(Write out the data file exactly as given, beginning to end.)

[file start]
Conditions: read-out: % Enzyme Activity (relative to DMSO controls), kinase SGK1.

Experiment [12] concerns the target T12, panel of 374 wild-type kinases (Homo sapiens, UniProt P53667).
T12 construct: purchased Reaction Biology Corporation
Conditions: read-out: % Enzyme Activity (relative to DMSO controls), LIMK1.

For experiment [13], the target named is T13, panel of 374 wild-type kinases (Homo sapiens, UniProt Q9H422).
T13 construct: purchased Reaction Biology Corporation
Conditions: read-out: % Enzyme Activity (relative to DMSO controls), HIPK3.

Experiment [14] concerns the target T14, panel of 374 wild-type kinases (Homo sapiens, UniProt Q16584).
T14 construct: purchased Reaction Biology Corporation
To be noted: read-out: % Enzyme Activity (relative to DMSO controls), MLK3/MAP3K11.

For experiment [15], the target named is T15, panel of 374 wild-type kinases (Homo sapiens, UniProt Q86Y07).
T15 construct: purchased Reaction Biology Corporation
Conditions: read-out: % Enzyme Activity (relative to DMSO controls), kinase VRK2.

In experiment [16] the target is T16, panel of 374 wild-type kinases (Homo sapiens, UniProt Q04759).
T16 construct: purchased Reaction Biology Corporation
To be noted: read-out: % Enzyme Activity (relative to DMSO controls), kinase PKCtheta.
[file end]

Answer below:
Conditions: read-out: % Enzyme Activity (relative to DMSO controls), kinase SGK1.

Experiment [12] concerns the target T12, panel of 374 wild-type kinases (Homo sapiens, UniProt P53667).
T12 construct: purchased Reaction Biology Corporation
Conditions: read-out: % Enzyme Activity (relative to DMSO controls), LIMK1.

For experiment [13], the target named is T13, panel of 374 wild-type kinases (Homo sapiens, UniProt Q9H422).
T13 construct: purchased Reaction Biology Corporation
Conditions: read-out: % Enzyme Activity (relative to DMSO controls), HIPK3.

Experiment [14] concerns the target T14, panel of 374 wild-type kinases (Homo sapiens, UniProt Q16584).
T14 construct: purchased Reaction Biology Corporation
To be noted: read-out: % Enzyme Activity (relative to DMSO controls), MLK3/MAP3K11.

For experiment [15], the target named is T15, panel of 374 wild-type kinases (Homo sapiens, UniProt Q86Y07).
T15 construct: purchased Reaction Biology Corporation
Conditions: read-out: % Enzyme Activity (relative to DMSO controls), kinase VRK2.

In experiment [16] the target is T16, panel of 374 wild-type kinases (Homo sapiens, UniProt Q04759).
T16 construct: purchased Reaction Biology Corporation
To be noted: read-out: % Enzyme Activity (relative to DMSO controls), kinase PKCtheta.